Warren teen finds her niche as rock climber

By: Jason Carmel Davis | Warren Weekly | Published January 25, 2017

WARREN — What started out as a fun daddy-daughter date has turned into a full-blown passion for 14-year-old Warren resident Olivia Diaz.

Diaz, a freshman at Arts Academy in the Woods in Fraser, and her father, William, one day in October 2015 took a trip to the Planet Rock climbing Gym in Madison Heights to try out rock climbing. Olivia joined the gym’s climbing club that November and was exposed to climbing techniques, exercises and other activities.

She showed so much promise that in February 2016, Olivia received an invitation to try out for the gym’s beginner youth team. Six months later, Olivia earned a promotion to the gym’s competition team, which competes at a national level.

“I’ve always wanted to learn how to climb, so my dad took me for an introductory lesson. It’s something that was just a lot of fun to me when I started,” Olivia said. “You feel a great sense of accomplishment when you climb a wall and finish a problem.”

The “problem” is the route that climbers take to scale the wall. Each wall is different, with holes for climbing being placed in various spots. In the competition, climbers get four minutes to scale the wall as high as they can. Points are awarded based on the time a climber finishes in and how successful they are in scaling the wall.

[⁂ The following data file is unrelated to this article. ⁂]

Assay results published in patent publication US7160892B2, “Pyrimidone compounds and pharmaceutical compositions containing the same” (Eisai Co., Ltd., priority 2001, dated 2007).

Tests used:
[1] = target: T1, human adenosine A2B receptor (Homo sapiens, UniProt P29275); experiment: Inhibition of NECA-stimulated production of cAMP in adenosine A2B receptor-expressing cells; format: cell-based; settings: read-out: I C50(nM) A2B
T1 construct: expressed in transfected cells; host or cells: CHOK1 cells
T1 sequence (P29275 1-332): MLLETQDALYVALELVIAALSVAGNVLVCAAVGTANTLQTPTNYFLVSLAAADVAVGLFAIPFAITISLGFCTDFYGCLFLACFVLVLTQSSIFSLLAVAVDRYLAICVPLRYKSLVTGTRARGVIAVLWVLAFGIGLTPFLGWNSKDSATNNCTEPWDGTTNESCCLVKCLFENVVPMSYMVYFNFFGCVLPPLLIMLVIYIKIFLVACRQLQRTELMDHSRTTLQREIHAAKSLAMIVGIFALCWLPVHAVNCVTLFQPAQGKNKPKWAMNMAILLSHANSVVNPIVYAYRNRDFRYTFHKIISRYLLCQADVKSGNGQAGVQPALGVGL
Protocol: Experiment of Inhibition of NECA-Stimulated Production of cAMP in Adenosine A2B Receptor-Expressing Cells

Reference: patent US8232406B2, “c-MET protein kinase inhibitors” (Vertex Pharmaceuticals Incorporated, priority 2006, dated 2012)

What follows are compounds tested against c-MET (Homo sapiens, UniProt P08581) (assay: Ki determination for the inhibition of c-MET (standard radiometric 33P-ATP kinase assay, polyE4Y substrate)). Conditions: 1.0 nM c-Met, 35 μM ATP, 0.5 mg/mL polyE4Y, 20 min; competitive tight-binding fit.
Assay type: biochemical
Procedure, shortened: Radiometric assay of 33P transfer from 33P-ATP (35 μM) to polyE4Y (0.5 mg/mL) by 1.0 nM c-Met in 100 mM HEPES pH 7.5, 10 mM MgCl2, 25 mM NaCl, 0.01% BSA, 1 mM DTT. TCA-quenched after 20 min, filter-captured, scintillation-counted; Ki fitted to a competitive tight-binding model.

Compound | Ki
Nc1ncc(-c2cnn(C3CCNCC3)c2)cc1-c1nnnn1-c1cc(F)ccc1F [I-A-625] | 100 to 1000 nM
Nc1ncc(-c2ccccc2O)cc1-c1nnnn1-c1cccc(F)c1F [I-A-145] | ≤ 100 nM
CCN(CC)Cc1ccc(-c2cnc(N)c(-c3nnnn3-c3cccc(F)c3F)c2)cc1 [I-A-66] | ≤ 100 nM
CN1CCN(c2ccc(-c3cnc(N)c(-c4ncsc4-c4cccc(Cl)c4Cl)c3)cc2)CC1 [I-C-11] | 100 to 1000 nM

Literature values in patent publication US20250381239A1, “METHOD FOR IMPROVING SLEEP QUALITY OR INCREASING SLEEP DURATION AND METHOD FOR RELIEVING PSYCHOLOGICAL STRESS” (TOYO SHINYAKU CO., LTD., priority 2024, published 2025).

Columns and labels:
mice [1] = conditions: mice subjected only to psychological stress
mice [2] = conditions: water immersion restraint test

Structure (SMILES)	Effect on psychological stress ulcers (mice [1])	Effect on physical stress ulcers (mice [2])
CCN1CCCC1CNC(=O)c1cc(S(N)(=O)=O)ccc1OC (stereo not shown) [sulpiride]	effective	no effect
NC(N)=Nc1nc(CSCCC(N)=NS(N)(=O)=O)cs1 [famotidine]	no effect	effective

Olivia did so well in events last fall that she earned a spot in the 2016 USA Climbing Bouldering divisional tournament, held Jan. 14 in Chicago. Olivia, who placed sixth at a fall event in Ohio and third at a competition in Michigan, took ninth in her group. The top six competitors advanced to the national championships, set for next month in Utah.

“It was exciting to be a part of a big competition like that,” said Olivia, who speaks proudly of climbing an 80-foot-high wall at a site in Kentucky. “Seeing all the different types of problems that everybody had to try to work out was really cool.”

Scaling the walls can also be scary. Each site has mats on the floor for protection, but climbers don’t use a rope or harness for protection.

“It’s scary when I get higher, sure,” Olivia said, “but I try to stay focused on what my next move is up the wall and how to approach it. I get a little scared, but it’s all about finishing the problem.”

William Diaz said he enjoys watching his daughter compete. He said his heart rate increases, though, the higher Olivia gets up the wall.

“I enjoy watching her … use her creativity and physical strength to solve the climbing problems,” William said. “But I’m also holding my breath when she gets near the top or if she slips.”

Becca Saag, Olivia’s coach at Planet Rock, said the 14-year-old is climbing at a high level given the limited amount of time she’s been a part of the team.

Saag said Olivia does a great job of holding her own against more experienced climbers.

“She’s competing against, and keeping up with, girls who have been competing at a national level since they were 10 years old,” Saag said. “I’m excited to see what she does in the future.”

The future is what Olivia is focused on.

She came so close to qualifying for the national championships that that’s all she can think about.

“My goal is to get to (the national championships) next year,” Olivia said. “That’s something that would really mean a lot to me.”